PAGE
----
How did Germany, an aggressor nation, recover and come to terms with its past following its devastating defeat at the end of the Second World War? These and other subjects are investigated in Harald Jähner fascinating book Aftermath.
At the end of the war, Germany lay devastated, with many of its towns and cities in ruins, much of its population displaced, and with foreign forces from four different nations occupying its territory. In well-researched themed chapters, Jähner explores how ordinary Germans and their new leaders approached these challenges, gradually rebuilding order from chaos.
Jähner examines how rubble was cleared; how displaced people became returnees and refugees, bringing both challenges and opportunities; how ordinary German citizens partied as if it were the end of times; how they struggled to re-build old personal relationships, and how they build new ones; how a black market economy thrived, eventually necessitating currency reform; and how Germans as a whole managed to cope by absolving themselves of any personal guilt for what had happened during the war, and by seeing themselves as victims of the former regime.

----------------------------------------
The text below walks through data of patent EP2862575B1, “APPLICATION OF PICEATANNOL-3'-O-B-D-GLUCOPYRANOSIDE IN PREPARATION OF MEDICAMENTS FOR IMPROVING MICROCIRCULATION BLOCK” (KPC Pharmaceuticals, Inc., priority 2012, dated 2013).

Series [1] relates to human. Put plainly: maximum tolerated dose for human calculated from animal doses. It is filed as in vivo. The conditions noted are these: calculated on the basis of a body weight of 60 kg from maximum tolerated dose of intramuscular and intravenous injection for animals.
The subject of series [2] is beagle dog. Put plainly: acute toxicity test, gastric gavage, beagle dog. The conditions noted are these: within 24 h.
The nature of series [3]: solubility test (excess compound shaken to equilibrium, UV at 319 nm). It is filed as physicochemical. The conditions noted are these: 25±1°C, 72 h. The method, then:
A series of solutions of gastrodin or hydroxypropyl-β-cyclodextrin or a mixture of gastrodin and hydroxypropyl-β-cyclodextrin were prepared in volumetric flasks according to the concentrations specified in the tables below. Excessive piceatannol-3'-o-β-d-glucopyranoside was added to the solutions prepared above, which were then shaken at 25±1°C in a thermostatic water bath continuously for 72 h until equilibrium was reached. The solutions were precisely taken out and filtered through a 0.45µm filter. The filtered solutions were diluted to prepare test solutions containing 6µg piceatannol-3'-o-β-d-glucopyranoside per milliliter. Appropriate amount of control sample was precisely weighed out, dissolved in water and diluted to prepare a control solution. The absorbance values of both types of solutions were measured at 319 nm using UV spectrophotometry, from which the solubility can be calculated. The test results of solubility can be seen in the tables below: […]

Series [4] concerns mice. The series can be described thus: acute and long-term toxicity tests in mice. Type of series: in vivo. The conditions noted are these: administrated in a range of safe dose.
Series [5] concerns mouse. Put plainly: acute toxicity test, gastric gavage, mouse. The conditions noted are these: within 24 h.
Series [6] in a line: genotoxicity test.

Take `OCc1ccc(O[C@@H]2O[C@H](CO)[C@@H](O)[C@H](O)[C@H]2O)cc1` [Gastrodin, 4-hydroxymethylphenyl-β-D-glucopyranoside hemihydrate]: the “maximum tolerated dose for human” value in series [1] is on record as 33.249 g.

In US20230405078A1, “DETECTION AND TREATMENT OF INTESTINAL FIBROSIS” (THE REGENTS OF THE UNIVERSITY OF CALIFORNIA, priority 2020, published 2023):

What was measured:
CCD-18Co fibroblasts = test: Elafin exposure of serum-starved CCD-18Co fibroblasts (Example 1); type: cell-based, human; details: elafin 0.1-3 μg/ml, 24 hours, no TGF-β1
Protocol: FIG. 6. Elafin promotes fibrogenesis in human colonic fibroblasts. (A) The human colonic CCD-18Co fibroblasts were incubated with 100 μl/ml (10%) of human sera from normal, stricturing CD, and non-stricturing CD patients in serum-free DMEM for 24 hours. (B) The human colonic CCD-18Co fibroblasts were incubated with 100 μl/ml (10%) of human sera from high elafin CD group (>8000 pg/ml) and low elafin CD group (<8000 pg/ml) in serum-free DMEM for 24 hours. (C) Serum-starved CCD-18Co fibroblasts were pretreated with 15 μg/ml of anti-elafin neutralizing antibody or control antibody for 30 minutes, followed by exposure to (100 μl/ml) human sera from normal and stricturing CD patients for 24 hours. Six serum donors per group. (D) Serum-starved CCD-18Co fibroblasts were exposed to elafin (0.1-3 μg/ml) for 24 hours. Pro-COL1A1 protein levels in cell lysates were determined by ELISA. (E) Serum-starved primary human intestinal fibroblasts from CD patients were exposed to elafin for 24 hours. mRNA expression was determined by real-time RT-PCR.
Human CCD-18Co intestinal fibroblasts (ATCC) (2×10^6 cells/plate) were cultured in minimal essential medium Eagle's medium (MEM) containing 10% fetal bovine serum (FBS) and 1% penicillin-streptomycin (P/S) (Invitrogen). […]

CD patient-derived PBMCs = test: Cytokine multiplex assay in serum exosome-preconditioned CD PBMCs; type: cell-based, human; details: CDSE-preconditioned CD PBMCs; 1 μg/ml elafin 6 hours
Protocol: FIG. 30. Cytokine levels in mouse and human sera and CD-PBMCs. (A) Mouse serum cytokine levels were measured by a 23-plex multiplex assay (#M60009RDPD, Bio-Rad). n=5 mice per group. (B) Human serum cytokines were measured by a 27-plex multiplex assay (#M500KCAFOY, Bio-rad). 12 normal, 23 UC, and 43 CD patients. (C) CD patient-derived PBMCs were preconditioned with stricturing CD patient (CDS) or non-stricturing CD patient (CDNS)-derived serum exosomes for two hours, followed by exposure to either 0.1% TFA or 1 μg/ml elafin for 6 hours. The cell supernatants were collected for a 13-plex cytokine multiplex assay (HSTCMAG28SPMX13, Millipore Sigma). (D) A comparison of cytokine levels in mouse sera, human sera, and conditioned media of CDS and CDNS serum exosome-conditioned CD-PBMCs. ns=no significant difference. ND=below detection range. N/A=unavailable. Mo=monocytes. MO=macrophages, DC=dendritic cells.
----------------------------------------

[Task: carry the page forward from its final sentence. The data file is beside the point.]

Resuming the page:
An excellent book.
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